From the pages of
Sublette Examiner
Volume 5, Number 40 - December 29, 2005
brought to you online by Pinedale Online

Idaho to be downgraded

by Cat Urbigkit

The Idaho State Department of Agriculture announced late last week that it has learned that Idaho will likely lose its brucellosis-free status and will join Wyoming in its class A status.

The U.S. Department of Agriculture's Animal and Plant Health Inspection Service is expected to publish a public notice of the status change in early January 2006.

ISDA is considering its options, including its right to appeal USDA's decision, according to spokesman Wayne Hoffman.

Class A status will require increased testing of certain cattle that move out of Idaho. At a minimum, all intact male and female cattle over 18 months of age that are not going directly to slaughter will have to be tested for brucellosis before they can be shipped out of state. Additionally, cattle herds in eastern Idaho that have contact with wild elk in the winter and are identified as high-risk by ISDA will be required to be tested for brucellosis. Such a testing regimen will increase costs for Idaho's cattle producers.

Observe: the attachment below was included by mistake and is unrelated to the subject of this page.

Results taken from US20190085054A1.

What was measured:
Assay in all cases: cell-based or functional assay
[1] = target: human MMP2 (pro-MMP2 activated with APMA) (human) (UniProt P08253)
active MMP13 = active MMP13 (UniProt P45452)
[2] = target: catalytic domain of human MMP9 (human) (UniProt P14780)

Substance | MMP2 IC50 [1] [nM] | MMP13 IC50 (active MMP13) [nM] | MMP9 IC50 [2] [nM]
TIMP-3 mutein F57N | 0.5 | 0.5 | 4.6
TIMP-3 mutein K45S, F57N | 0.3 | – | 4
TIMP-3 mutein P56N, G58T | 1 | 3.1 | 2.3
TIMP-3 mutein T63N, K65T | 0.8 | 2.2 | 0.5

The USDA Animal Plant Health Inspection Service complimented ISDA veterinarians for their "aggressive and immediate" response to an identified brucellosis case in eastern Idaho. But APHIS officials say federal regulations are inflexible once a second herd with a brucellosis reactor is discovered, and the federal government is required to reduce the state's status.

The change in designation follows the October discovery of brucellosis in a Swan Valley cattle herd. Later, a virgin heifer from that herd was traced to a small feedlot near Arco.

While ISDA said the reactor heifer in the small feedlot should be considered part of the original herd, APHIS disagreed and determined that the small feedlot was a second brucellosis infected herd. The discovery of a second herd triggered the change in Idaho's status to class A.

"Idaho and other states in the Greater Yellowstone Area have a challenge to maintain brucellosis-free status, but with extra care we managed to keep the status inplace for more than a decade," ISDA Director Pat Takasugi said. "We will continue our vigilance, and we ask cattle owners to do the same. Our veterinarians will continue to work with APHIS and the cattle industry to regain brucellosis-free status."

Idaho can apply to regain its brucellosis-free status if no new cases emerge after one year.

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